For me it seems soft proof combines too many things, at the same time is lacking essential functionality:

  • Provide preview of CMYK conversion (leaving aside paper etc) - missing
  • Provide preview of printout on paper - maybe?
  • Show areas where no 1:1 mapping is possible - grey overlay 
  • Show Delta E - missing

i would like to see these functions selectable (any combination which makes sense)

  • cmyk conversion 
  • Paper / printout effect preview
  • grey overlay of non-mappable colors
  • delta E preview 

If soft proof provides a preview of printout, i do not understand why this does not work if document is already cmyk.

One lasting issue is that Photo provides functions indistinguishable from Photoshop in name, but sometimes implements them slightly different. The help file and tutorial videos often do not clearly explain the crucial difference in functionality, leaving users (especially long time PS users) in the dark. Its lots of experiments, reverse engineering, waiting for James posting a tutorial, sweating and swearing. 

The next issue is Photo offers lots of UI functions completely useless in some combinatins, so you never know if it’s  a bug, user error, by design, etc. (layer fx and blend modes on masks)

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1 hour ago, NotMyFault said:

If soft proof provides a preview of printout, i do not understand why this does not work if document is already cmyk.

I think either:

A) the whole thing is a mess.

Or

B) there is some 'paper simulation' going on, and there's a bug when the proof profile matches the document which means nothing is done to the colours, which means the 'paper simulation' doesn't get processed.

Whichever it is, there is certainly room for a lot of improvement.

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On 10/13/2021 at 11:09 AM, JOleg said:

...converting ICC profile from sRGB to CMYK + applying Soft Proof layer...

Perhaps it is helpful to keep in mind that colour spaces (format) and colour profiles are two different things.

Spaces are RGB and CMYK. Profiles are AdobeRGB, sRGB, U.S. Web Coated (SWOP) v2, PSO uncoated V3, ...
 

RGB SPACE is for Monitors/Displays adding light to mix colours.
=> Adding  Red + Green + Blue = white on your display.

Within  the RGB space, RGB PROFILES are for example

  • sRGB,
  • AdobeRGB,
  • ROMM RGB etc...

 

CMYK SPACE is for printing ink on paper to mix colours. 
=> Adding Cyan + Magenta + Yellow = Black (or close to black) + K (black) to make things even darker.

Within the CMYK space,  CMYK PROFILES are for example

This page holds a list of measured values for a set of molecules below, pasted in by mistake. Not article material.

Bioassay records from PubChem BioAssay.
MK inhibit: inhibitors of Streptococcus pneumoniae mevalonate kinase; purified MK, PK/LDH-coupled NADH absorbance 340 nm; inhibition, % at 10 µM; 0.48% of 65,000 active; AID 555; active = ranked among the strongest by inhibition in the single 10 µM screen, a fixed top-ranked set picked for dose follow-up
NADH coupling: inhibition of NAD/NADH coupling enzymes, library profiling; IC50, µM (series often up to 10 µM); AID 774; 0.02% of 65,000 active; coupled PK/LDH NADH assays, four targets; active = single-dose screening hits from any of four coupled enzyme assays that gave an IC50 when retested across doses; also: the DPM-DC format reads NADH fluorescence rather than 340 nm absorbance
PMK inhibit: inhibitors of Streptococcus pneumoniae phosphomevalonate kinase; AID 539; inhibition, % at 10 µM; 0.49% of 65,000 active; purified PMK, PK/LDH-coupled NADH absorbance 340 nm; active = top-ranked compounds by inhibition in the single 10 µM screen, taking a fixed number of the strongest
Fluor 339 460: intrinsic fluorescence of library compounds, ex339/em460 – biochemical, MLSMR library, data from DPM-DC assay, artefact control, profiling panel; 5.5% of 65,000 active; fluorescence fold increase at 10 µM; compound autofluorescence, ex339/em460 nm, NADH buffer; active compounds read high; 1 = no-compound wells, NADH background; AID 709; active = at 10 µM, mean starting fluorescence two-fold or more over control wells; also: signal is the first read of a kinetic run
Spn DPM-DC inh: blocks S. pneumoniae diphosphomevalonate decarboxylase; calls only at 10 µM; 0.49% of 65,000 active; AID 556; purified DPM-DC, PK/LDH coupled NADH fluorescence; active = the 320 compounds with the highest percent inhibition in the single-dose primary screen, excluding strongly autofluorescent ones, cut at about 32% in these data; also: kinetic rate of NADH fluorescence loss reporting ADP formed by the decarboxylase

• PSO uncoated V3 FOGRA 52 ...
  •  U.S. Web Coated (SWOP) v2 ...

 

So, switching from one space to the other, you will always have to change the profile as well, or not? Correct me if I'm wrong here...
At least in Photo I can't select a RGB profile when I'm in CMYK and vice versa.

format profile.jpg

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By chance i found an article on Eizo explaining how to use soft proof in Photoshop.

It seems to confirm most of our observations, e.g. its complex, and Affinity lacks a clear definition and some functionality in that area. (Paper simulation on/off).

https://www.eizo.eu/knowledge/colour-management-calibration/colour-management-for-photographers/12-soft-proofing-in-photoshop/

Edited by NotMyFault

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I guess it boils down to properly documenting how these features work in particular software. Usually we can live with how certain features are implemented, provided that we know exactly how they work, so that we can control them (e.g. we benefit from Blend Modes because we know how they mathematically operate, we don't guess). But in this case of Soft Proof, we do a lot of speculation about what happens under the hood. It would just be nice if exact process was documented better, even if this process is not exactly what we want from it, but at least knowing what it's doing would help achieve desired results with some extra steps.

Affinity team, if you read this, do you think you can update "Soft Proof adjustment" documentation with details required to answer questions raised in this thread?

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RGB and CMYK are "color models" - how color is represented.  sRGB, AdobeRGB, ISO, SWOP etc. are color spaces within their respective color models - think gamut volume as the space in which a color in a particular model (RGB) can live for that particular space (sRGB).  A color profile is a file on a computer that defines the color space (its "tristimulus values" for R, G and B) and its white/black point, among other characteristics.

On a Mac, you can use the ColorSync utility to view the contents of your color profiles (screenshot).

kirk

color.jpg

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On 10/15/2021 at 10:59 AM, Lagarto said:

They work so badly that CMYK profiles should not even be included in the list (not even when the document color mode is CMYK).

I totally agree. That's why I still have to fall back on Photoshop for most of my work.